In 230, Artaxerxes (Ardashir) felt confident enough to invade Roman Mesopotamia. He laid waste to the country and threatened Syria, though he failed to take Nisibis. The Persian invasion may have been just a probing attack instead of a full-scale assault, but it was serious enough to draw the emperor to the East. First, he sent envoys and tried to negotiate with his adversaries. It soon became clear that his opponent was keen to restore the Achaemenid Persian Empire that had been destroyed by Alexander the Great in 331 BCE. Artaxerxes – at least according to the biased Roman sources – basically claimed all the territories that had once been under Persian rule. This was, of course, not acceptable for Alexander the Great’s namesake. Severus Alexander arrived in Syria with his mother, probably in 231. Now that diplomacy had failed, the emperor began mobilising his forces near Antiochia. New troops had already been recruited in Italy and other parts of the Empire. The Historia Augusta claims Alexander had created an elite corps of men with silver and golden shields (argyroaspidas et chrysoaspidas), and had formed a phalanx of 30.000 men which he called his phalangarii. These men seem to have been ordinary legionaries from six legions, equipped like other Roman legionaries, but receiving a higher pay after the war.
Alexander was now ready for war, but tried to give diplomacy another chance. Artaxerxes refused to speak to the Roman envoys, and sent his own envoys to Alexander instead. They made demands that were clearly disproportionate. Herodianus writes:
“The envoys said that the great king Artaxerxes ordered the Romans and their emperor to withdraw from all Syria and from that part of Asia opposite Europe; they were to permit the Persians to rule as far as Ionia and Caria and to govern all the nations separated by the Aegean Sea and the Propontic Gulf, inasmuch as these were the Persians’ by right of inheritance.”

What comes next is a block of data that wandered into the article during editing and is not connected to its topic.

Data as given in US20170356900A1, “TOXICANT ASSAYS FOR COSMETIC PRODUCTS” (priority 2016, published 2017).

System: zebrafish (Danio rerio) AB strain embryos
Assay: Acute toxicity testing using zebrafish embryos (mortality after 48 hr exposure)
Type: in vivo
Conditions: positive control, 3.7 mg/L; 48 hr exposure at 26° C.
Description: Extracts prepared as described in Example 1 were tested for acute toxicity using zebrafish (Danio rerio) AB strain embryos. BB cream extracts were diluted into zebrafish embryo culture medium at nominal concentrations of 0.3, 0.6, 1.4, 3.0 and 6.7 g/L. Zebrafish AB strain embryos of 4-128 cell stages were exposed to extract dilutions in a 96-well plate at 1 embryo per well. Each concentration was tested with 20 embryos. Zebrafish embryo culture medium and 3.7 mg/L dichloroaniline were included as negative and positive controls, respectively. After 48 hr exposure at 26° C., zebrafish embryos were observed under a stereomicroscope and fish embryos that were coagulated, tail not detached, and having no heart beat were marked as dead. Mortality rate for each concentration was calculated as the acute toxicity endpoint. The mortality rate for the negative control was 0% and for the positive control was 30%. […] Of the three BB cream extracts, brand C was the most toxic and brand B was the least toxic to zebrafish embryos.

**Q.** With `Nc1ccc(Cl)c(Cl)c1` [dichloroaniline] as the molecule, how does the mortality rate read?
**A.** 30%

Alexander decided to give the Persian envoys part of what they wanted, figuratively speaking. He had the envoys arrested and sent to Phrygia (once part of the Persian Empire), where farmland was assigned to them to work on. The furious Roman emperor now began his counter-offensive.
Alexander – or rather: his staff – divided his forces into three separate columns. The first column was to march from Antiochia to Edessa, then through Armenia and attack the satrapy of Media. The second column received orders to follow the Euphrates in the direction of Ctesiphon (which is on the Tigris), while the third, commanded by the emperor himself, took the middle route between the Euphrates and Tigris rivers. The ultimate goal of the expedition is not mentioned in our sources, but some historians have speculated that it may have been the Persian heartland near Susa. The first division had great difficulty getting through the Armenian mountain range, but nevertheless managed to reach Media. The countryside was pillaged and Persian counterattacks were largely ineffective, as the rocky terrain greatly favoured the Roman infantry. Artaxerxes decided not to focus on Media, but to turn his attention to the second Roman column, which was marching along the Euphrates.